A joint transition team has been set up by Ghana’s National Democratic Congress (NDC) and New Patriotic Party (NPP) to ensure the smooth transition of power from outgoing President John Dramani Mahama of the NDC to the NPP’s President-elect Nana Addo Dankwa Akuffo Addo.

This establishment of the transition team on Sunday follows the NPP’s victory in the 2016 general election held last Wednesday and is provided for under an Act of Parliament, which has the two principals serving as co-chair with an advisory council made up of the Speaker of Parliament Edward Doe-Adjaho, Dr Kwesi Botchwey and Professor Mike Ocquaye.

Hannah Tetteh, the Minister for Foreign Affairs and Regional Integration is the spokesperson for the NDC, while Mustapha Hamid was named spokesperson for the NPP.

Apart from the 16-member representatives from both sides, there are also statutory transition team members made up of the Head of the Civil Service, Head of the Local Government Service, Secretary to the Cabinet and the National Security Co-ordinator.

President Mahama in his remarks to the inaugural meeting of the team, urged the members of the team to be diligent in their deliberations to ensure a smooth transition which would befit the status of the country’s deepened democracy.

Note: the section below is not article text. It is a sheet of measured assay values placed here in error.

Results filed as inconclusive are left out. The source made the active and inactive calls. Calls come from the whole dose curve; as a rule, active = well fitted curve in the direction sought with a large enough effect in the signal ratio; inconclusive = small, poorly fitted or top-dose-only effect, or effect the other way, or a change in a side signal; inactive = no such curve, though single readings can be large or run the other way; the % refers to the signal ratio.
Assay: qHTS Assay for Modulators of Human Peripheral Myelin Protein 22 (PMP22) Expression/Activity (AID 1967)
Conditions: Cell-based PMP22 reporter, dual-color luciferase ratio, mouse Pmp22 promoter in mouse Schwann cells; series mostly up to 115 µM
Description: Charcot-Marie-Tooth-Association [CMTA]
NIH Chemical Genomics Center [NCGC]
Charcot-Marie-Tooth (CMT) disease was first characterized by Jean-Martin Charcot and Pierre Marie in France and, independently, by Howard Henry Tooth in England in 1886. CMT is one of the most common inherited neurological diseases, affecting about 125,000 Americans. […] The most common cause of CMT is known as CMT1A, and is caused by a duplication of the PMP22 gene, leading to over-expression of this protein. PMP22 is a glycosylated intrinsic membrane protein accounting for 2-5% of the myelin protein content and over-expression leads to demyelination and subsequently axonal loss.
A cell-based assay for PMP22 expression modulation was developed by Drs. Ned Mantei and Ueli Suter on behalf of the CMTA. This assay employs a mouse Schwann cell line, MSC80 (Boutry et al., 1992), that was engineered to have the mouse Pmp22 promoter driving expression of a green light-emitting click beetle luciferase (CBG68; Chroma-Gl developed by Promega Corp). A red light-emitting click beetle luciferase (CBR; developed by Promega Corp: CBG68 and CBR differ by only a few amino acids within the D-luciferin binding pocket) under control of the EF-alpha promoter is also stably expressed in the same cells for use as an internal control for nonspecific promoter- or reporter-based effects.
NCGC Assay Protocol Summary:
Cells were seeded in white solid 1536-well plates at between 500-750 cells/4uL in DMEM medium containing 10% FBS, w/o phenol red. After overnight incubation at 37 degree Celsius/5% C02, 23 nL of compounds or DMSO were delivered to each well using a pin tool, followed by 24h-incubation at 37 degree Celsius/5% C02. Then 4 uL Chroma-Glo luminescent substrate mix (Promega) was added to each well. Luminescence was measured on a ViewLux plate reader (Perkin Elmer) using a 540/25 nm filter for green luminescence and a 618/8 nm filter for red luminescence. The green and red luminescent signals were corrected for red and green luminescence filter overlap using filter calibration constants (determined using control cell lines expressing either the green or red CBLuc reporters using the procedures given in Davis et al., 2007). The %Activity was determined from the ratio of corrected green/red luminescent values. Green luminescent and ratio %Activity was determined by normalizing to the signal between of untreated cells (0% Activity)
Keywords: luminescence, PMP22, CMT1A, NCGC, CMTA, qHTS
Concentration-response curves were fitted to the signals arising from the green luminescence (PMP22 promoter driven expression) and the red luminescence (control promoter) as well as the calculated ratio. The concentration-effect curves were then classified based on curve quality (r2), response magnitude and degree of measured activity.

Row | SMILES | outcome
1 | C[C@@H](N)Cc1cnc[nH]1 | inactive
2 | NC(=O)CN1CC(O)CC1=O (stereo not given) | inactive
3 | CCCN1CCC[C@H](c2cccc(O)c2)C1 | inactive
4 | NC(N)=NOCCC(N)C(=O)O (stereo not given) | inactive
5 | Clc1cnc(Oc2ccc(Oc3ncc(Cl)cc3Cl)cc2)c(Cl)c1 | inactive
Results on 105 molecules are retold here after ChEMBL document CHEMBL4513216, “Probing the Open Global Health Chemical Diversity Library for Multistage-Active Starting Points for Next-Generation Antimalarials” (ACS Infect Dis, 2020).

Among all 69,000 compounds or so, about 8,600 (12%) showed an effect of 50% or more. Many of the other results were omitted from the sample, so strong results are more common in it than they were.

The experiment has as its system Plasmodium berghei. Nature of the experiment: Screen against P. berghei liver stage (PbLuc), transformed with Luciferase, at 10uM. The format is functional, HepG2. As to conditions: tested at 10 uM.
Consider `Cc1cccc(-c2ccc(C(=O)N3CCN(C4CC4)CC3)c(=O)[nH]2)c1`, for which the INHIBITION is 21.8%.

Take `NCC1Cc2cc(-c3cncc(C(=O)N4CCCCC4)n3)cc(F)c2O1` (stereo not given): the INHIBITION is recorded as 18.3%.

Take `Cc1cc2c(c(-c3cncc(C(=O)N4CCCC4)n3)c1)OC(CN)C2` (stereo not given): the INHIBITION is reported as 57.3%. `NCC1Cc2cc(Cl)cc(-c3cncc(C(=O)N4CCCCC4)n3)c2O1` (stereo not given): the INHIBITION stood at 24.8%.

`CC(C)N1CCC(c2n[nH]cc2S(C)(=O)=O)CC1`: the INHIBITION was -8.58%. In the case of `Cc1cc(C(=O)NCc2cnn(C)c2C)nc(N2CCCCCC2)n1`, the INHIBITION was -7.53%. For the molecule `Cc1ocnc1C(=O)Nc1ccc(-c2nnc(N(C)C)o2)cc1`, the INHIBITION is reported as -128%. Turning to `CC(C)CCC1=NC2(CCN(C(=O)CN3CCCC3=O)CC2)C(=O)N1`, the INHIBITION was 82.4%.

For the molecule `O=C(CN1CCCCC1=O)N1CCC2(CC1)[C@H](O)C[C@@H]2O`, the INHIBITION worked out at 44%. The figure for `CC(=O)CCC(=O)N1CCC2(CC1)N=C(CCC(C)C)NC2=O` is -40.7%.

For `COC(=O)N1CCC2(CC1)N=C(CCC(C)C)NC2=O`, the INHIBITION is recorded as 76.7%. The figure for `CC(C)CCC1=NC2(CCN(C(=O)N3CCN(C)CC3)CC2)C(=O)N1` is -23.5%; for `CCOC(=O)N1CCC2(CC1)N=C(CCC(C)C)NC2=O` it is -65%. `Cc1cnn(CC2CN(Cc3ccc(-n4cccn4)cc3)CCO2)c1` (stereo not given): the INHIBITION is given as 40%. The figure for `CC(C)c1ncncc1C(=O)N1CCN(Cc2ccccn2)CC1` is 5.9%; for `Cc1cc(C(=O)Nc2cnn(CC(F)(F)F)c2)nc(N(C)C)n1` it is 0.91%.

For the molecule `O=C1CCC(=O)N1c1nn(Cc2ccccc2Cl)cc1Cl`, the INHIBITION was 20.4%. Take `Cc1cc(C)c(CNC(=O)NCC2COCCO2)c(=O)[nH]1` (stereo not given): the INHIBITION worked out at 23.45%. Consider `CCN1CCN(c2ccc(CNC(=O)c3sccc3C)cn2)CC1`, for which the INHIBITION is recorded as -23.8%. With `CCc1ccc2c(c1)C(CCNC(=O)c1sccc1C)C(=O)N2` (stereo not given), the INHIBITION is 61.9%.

He added that the transfer of power from one political party to another had already happened in 2001 and 2009, and it should therefore not be a problem which could thwart their efforts this time round.

He said although there was a need for both parties to continue to compete, the national interest of Ghanaians should reign supreme for growth and development.

He condemned alleged attacks on NDC supporters and vandalization of State property, but was quick to commend the NPP leadership for condemning the acts formally.

The president assured that his administration would continue to collaborate with the incoming government to ensure the security and safety of Ghanaians everywhere.

The President-elect advised the team to allow the national interest to override all other considerations and urged them to make their decisions based on Ghana’s Constitution to move the country forward.

He commended President Mahama for the co-operation he had received so far, and gave the assurance that unlike some previous situations where Ghanaians had to go in for presidential run-offs before the transfer of power, this current transition would work smoothly.

He won the presidency by polling 53.85 per cent of the votes while President Mahama came second with 44.4 per cent. The five other presidential candidates secured negligible numbers of votes.